What Is a Power of Attorney?

power of attorney

Everyone faces uncertainties in life and sometimes, we need to plan for situations where we might not be able to make critical decisions. This is where the concept of power of attorney (POA) comes into play.

In this blog post, we’ll dive deep into this important legal tool, unravel its intricacies, and show you how it can benefit you or your loved ones in times of need.

What Is a Power of Attorney?

power of attorney

Let’s first lay the groundwork. A power of attorney is a legal document that allows one person to grant powers to another to act on their behalf. The person granting the powers is the principal, and the individual receiving them is the attorney-in-fact. Now, despite the name, the attorney-in-fact doesn’t have to be an actual lawyer. They can be a family member, trusted friend, or a professional advisor.

The POA comes into play primarily during incapacitation, such as memory loss or serious health issues, when the principal is unable to handle their affairs. In such a situation, the attorney-in-fact steps into the principal’s shoes and takes care of things that the principal can’t, such as financial matters, business transactions, or real estate dealings.

Limited or All-Encompassing Powers

An interesting aspect of a POA is its flexibility. It can be tailored to fit individual needs and circumstances. For example, a principal can grant limited powers to the attorney-in-fact, specifically mentioning that they can only handle real estate or bank transactions. On the other hand, the POA can be broad and all-encompassing, giving the attorney-in-fact the authority to manage all of the principal’s affairs.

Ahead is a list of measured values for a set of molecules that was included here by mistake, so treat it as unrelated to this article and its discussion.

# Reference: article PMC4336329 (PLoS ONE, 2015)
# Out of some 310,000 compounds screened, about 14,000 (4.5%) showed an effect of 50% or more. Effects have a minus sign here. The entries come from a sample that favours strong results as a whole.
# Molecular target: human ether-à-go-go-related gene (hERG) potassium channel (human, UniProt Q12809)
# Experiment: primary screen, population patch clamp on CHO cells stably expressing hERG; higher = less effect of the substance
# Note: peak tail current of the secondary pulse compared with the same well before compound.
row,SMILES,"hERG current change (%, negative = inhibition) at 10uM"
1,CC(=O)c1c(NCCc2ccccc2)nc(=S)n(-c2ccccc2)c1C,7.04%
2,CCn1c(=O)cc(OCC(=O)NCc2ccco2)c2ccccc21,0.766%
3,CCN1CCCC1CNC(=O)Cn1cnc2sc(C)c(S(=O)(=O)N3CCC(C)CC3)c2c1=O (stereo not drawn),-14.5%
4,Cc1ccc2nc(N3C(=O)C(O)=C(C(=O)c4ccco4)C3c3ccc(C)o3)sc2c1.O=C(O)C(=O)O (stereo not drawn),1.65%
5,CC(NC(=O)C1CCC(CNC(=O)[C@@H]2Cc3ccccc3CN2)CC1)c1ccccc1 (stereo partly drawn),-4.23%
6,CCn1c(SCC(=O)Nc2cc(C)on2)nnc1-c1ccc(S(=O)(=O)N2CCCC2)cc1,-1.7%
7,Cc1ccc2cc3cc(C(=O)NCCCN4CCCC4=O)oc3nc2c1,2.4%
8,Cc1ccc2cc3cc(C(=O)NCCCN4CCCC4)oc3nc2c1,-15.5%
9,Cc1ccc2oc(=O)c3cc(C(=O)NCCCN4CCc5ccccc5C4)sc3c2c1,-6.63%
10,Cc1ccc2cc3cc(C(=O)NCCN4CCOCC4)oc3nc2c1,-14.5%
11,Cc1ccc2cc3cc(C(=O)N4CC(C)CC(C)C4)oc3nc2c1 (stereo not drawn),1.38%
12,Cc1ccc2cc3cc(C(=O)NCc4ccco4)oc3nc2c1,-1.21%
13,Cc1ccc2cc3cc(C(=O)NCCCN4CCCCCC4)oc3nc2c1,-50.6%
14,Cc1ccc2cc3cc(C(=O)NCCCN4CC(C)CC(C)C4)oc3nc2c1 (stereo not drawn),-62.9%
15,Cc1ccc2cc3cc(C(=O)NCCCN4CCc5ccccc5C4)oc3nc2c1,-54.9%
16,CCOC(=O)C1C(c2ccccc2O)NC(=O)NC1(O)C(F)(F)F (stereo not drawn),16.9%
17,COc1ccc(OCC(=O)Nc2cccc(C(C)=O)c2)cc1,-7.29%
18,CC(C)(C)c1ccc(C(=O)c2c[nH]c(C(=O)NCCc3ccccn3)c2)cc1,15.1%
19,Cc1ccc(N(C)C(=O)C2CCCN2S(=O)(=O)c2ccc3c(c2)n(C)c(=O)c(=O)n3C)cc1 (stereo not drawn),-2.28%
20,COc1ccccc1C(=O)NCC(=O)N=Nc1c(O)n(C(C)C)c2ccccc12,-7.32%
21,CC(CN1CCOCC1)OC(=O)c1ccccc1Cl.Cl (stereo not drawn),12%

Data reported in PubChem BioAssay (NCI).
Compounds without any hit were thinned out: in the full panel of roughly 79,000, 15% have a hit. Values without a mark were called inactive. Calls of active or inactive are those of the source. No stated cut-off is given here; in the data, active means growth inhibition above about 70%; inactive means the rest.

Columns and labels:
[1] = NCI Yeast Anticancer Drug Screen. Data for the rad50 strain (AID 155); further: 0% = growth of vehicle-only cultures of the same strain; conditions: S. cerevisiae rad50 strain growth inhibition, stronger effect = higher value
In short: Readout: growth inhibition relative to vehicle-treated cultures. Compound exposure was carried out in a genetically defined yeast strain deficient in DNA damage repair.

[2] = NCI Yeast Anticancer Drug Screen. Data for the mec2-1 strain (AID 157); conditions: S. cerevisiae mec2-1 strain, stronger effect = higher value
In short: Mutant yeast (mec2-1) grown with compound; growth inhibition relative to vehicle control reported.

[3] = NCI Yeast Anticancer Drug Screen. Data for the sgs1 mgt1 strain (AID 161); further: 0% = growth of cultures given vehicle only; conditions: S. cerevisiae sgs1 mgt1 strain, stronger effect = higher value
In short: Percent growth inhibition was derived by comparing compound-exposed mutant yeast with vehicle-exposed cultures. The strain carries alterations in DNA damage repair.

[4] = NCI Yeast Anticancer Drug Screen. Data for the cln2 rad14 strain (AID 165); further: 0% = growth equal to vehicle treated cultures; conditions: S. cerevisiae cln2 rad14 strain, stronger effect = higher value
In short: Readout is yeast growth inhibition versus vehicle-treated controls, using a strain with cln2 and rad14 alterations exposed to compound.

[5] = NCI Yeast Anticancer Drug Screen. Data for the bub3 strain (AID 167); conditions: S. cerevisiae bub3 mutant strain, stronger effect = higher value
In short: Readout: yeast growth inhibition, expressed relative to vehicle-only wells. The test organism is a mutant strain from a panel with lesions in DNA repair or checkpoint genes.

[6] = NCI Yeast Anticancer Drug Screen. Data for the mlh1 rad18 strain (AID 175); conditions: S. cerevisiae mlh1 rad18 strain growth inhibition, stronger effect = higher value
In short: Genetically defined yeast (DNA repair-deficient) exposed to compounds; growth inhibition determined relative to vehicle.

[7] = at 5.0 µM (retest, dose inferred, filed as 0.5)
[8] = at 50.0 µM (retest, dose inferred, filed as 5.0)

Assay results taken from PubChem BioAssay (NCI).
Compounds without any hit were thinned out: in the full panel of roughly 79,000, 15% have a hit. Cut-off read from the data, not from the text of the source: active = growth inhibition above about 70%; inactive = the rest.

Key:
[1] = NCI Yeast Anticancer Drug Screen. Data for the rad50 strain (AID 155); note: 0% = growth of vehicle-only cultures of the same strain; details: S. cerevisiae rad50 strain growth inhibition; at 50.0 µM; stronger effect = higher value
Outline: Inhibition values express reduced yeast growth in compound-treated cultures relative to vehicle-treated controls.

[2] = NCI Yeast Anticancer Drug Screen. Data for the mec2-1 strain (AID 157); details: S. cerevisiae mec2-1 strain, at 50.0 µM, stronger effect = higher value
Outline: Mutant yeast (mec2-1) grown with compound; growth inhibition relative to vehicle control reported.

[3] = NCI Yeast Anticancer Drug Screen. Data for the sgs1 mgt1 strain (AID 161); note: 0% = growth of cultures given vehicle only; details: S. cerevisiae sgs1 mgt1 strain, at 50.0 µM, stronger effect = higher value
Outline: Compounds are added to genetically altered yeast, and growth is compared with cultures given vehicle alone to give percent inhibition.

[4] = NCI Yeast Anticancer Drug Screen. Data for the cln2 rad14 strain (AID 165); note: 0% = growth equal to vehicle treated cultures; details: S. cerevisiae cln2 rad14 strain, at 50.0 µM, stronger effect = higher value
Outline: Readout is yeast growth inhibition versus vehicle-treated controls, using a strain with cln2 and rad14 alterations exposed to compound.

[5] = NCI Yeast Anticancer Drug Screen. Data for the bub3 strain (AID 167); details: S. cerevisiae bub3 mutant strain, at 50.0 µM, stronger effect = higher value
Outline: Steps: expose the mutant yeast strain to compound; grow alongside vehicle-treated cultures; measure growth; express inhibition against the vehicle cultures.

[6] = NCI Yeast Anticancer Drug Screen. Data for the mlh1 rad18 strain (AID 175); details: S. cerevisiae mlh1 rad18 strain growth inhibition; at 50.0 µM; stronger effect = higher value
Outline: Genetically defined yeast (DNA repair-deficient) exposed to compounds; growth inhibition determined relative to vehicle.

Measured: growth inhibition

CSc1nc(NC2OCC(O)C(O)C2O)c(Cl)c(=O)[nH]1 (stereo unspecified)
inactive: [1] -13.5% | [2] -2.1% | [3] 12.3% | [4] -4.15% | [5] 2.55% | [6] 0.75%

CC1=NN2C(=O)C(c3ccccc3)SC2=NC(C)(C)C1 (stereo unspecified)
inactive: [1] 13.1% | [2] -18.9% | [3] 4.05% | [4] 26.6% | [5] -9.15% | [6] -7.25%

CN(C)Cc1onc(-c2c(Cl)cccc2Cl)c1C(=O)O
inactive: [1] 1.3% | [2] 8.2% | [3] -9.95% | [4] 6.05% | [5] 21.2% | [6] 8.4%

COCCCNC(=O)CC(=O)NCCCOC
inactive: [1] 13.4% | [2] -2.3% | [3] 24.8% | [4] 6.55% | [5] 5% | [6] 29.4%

Duty and Protection

An attorney-in-fact has an inherent obligation to act in the best interests of the principal. They must prioritize the welfare of the principal over their own and always act responsibly and prudently.

While the POA grants significant powers to the attorney-in-fact, it also incorporates protective provisions to safeguard the interests of the principal. These protections are crucial in preventing the potential misuse of the powers granted.

Stepping into the Principal’s Shoes 

With the power granted by the POA, the attorney-in-fact can sign documents on behalf of the principal, deposit money, manage transactions, and more. Essentially, the attorney-in-fact assumes the role of the principal in specified matters, acting as their proxy and ensuring their affairs are in order.

Durable Power of Attorney

Another term often associated with POA is ‘durable’. A durable power of attorney (DPOA) remains effective and valid whether the principal is competent or not. This means the attorney-in-fact can exercise the granted powers as long as the POA is in force, regardless of the principal’s mental state. 

If the principal wants to limit the exercise of the POA to only when they are deemed incompetent, they can opt for a ‘springing’ POA. This variant springs into effect upon a specified event, typically when the principal is determined to be mentally incompetent by a physician.

Identify Your Power of Attorney Today

power of attorney

While it may seem complex at first glance, a power of attorney is a powerful tool that ensures your affairs are in safe hands when you can’t handle them yourself. By granting this authority, you secure peace of mind knowing that your interests will be cared for, even in uncertain times.

Remember, it’s always wise to consult with a legal professional when considering creating a power of attorney. They can help you navigate the process, ensuring your unique needs and circumstances are taken into account, and your interests are well protected. Contact CJB Law today to learn more about the power of attorney process.